“The Rider”, a small independent film which was recently shown at the Jeonju International Film Festival, is a quiet but mesmerizing work of haunting beauty and aching poetry. Calmly and closely looking into a plain young hero and how he struggles to keep going on with his life, the movie gives us a number of indelible moments to linger on our mind for a long time, and I was quite impressed by its humble but effortless mix of realism and lyricism. I observed the movie with considerable curiosity and empathy as coming to care a lot about its ordinary hero, and I was touched a lot by how he slowly comes to find a way to move onto whatever will be next in his life.
After opening with what its hero seems to dream during his sleep, the movie gradually presents the details of his life as he begins another day of uncertainty and frustration. Brady Blackburn (Brady Jandreau) is a rodeo cowboy living in the Pine Ridge Indian Preservation, South Dakota, and this Native American lad has been going through a recuperation period followed by his unfortunate accident during a recent rodeo competition. Due to his severe injury on the right side of his skull, he had an extensive surgery which implanted a metal plate on his skull, and there is a cringe-inducing moment when he removes the bandage on his head and then reveals a long scar still needed to be healed more.
He lives with his widower father Wayne (Tim Jandreau) and his sister Lilly (Lilly Jandreau). Frequently drunk, Wayne does not get along well with his son from time to time, and he is also not good at managing their difficult economic situation (we later come to learn that they are behind four months in paying the rent for their trailer house). In case of Lilly, she is evidently on autistic spectrum, so she often gets agitated, but she mostly feels fine and comfortable with her dear bother, who cares about her more than anyone else.
Often watching the YouTube video clips of his rodeo play, Brady wishes to go back to riding bronco as soon as possible, but then he comes to realize that he may not be able to do that ever again. Although he looks completely recovered some time later, there is something wrong with his right hand, and, not so surprisingly, he is later told by a doctor that his brain is not wholly healed yet and he should not ride horse for his safety and health.
While quite frustrated about this situation, Brady is quite well aware of that things could have been far worse for him. At one point, he visits a close friend/colleague who has been a rehabilitation center since he became mute and paraplegic due to his rodeo accident, and there is a sad, poignant moment when they watch together a YouTube video clip showing Brady’s friend before his accident. In the video clip, his friend looks cheerful, confident, and charismatic as brimming with spirit, but now he can barely control his body while occasionally communicating via sign language.
Facing the possible end of his rodeo career, Brady tries to find another job for supporting his family, but there are not many options for him mainly due to his lack of any other professional skill. He eventually comes to get a menial job at a local supermarket and seems content with it, but he often comes across people recognizing him during his working hour, and that certainly makes him yearn for riding horse again.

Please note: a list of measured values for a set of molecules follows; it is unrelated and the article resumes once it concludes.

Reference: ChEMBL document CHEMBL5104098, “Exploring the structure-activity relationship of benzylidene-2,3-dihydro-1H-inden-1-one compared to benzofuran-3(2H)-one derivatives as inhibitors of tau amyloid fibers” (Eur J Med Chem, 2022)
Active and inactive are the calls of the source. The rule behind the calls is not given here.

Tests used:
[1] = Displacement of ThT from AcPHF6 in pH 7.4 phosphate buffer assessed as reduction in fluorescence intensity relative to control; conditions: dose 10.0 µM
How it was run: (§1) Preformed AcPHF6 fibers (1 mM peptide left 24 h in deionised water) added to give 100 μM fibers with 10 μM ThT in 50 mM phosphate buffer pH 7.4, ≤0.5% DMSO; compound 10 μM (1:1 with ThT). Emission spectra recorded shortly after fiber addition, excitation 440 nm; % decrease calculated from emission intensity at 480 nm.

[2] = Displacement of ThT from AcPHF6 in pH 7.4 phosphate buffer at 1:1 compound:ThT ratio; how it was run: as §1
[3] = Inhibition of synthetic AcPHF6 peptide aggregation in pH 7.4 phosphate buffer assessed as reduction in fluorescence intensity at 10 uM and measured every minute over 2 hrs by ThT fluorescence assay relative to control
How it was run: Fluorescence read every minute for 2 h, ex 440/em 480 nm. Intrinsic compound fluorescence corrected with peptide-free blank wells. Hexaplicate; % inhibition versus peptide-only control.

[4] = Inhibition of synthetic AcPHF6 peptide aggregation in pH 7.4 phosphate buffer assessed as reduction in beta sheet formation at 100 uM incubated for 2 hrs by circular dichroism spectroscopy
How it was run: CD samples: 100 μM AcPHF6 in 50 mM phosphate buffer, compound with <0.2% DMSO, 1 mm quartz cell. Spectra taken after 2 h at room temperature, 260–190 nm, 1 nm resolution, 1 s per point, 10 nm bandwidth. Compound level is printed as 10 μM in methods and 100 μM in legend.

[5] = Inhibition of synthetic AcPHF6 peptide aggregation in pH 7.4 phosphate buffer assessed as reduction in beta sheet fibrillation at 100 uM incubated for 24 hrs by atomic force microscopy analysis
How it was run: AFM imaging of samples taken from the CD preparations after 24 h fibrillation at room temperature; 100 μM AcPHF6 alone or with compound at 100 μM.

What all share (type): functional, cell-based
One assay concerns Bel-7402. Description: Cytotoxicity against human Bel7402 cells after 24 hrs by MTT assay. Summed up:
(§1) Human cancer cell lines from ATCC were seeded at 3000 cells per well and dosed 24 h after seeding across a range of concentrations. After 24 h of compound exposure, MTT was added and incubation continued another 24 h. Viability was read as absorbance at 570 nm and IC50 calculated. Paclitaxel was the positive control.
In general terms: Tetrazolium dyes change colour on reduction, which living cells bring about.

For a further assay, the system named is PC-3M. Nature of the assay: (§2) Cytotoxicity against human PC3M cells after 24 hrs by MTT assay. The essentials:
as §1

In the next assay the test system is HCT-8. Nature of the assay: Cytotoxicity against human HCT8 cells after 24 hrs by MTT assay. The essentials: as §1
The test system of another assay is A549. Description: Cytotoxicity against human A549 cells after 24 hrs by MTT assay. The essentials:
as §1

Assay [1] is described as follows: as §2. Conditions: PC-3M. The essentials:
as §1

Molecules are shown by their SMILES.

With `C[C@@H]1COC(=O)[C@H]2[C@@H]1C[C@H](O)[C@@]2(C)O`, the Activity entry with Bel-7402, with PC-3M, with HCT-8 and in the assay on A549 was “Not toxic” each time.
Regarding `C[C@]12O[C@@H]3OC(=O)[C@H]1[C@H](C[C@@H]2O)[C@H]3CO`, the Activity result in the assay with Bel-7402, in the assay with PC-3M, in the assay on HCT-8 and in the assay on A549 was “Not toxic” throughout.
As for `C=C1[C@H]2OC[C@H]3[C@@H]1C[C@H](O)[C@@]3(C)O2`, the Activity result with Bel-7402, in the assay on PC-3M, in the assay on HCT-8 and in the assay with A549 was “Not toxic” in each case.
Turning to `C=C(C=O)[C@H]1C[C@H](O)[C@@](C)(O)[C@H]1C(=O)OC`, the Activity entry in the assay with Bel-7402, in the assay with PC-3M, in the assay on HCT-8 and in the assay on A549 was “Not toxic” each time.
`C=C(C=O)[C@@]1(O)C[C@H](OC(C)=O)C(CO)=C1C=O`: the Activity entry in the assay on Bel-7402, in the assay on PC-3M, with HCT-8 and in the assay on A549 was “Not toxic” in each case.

As a matter of fact, it looks like there is a possible alternative for him. As a guy who has devoted his whole life to horses, he surely knows how to handle and tame wild horses, and his skill is demonstrated well by one extraordinary scene involved with a very touchy horse. As he patiently and carefully approaches to the horse, it becomes milder and tamer than before, and what he feels from this sensitive process is palpable thanks to the considerable verisimilitude generated from the documentary-like approach of the movie.
“The Rider” is the second feature film by director/writer Chloé Zhao, a Chinese filmmaker who drew critics’ attention through her previous film “Song My Brothers Taught Me” (2015). I have not watched that movie yet, but it is quite clear from “The Rider” that she is indeed a talented filmmaker to watch. Filled with vivid, realistic atmosphere, the movie is an absorbing experience to say the least, and there are plenty of small nuances and details to be appreciated throughout the film. Thanks to cinematographer Joshua James Richards, who previously did a fabulous job in “God’s Own Country” (2017), there are several wonderful wide shots of natural beauty, and I especially like a somber but dramatic wide shot showing Brady and his father from the distance after their certain hard choice.
Zhao draws unadorned natural performance from her non-professional cast members, who ably project their real life into the movie to considerable degrees. Brady Jandreau, who was really a rodeo player in real life and actually had a serious rodeo accident not long after he met Zhao in 2015, is engaging to watch in his gentle, earnest acting. Tim Jandreau and Lilly Jandreau, who are indeed Jandreau’s father and sister in real life, are also fine in their supporting roles, and Lane Scott, who is really Jandreau’s close friend in real life, is unforgettable to say the least.
Overall, “The Rider”, which won the Art Cinema Award when it premiered in the Directors’ Fortnight section at the Cannes Film Festival early in last year, is commendable in many aspects, and I was glad to see this powerful film on the last day of the Jeonju Film Festival. 2018 is far from being over yet, but we already have a number of terrific movies including this one, and I am certainly looking forward to what we may get during the rest of this year.